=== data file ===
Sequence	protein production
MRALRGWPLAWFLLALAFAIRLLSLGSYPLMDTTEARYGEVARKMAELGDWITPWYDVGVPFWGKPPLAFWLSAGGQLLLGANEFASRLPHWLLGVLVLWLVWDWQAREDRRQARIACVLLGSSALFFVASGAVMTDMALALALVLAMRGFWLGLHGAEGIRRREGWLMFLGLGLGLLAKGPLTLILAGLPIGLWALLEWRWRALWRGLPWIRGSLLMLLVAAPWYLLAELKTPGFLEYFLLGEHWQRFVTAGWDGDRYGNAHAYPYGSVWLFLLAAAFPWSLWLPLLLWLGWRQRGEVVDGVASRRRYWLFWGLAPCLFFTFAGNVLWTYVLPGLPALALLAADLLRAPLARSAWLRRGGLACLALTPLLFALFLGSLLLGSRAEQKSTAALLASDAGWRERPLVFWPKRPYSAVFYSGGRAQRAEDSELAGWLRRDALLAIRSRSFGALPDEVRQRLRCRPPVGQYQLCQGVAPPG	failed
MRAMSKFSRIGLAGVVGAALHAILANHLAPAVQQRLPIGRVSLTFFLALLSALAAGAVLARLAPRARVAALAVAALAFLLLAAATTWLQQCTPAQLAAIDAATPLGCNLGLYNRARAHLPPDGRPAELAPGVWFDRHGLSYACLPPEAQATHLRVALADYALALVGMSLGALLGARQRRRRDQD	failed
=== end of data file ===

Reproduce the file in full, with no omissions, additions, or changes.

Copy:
Sequence	protein production
MRALRGWPLAWFLLALAFAIRLLSLGSYPLMDTTEARYGEVARKMAELGDWITPWYDVGVPFWGKPPLAFWLSAGGQLLLGANEFASRLPHWLLGVLVLWLVWDWQAREDRRQARIACVLLGSSALFFVASGAVMTDMALALALVLAMRGFWLGLHGAEGIRRREGWLMFLGLGLGLLAKGPLTLILAGLPIGLWALLEWRWRALWRGLPWIRGSLLMLLVAAPWYLLAELKTPGFLEYFLLGEHWQRFVTAGWDGDRYGNAHAYPYGSVWLFLLAAAFPWSLWLPLLLWLGWRQRGEVVDGVASRRRYWLFWGLAPCLFFTFAGNVLWTYVLPGLPALALLAADLLRAPLARSAWLRRGGLACLALTPLLFALFLGSLLLGSRAEQKSTAALLASDAGWRERPLVFWPKRPYSAVFYSGGRAQRAEDSELAGWLRRDALLAIRSRSFGALPDEVRQRLRCRPPVGQYQLCQGVAPPG	failed
MRAMSKFSRIGLAGVVGAALHAILANHLAPAVQQRLPIGRVSLTFFLALLSALAAGAVLARLAPRARVAALAVAALAFLLLAAATTWLQQCTPAQLAAIDAATPLGCNLGLYNRARAHLPPDGRPAELAPGVWFDRHGLSYACLPPEAQATHLRVALADYALALVGMSLGALLGARQRRRRDQD	failed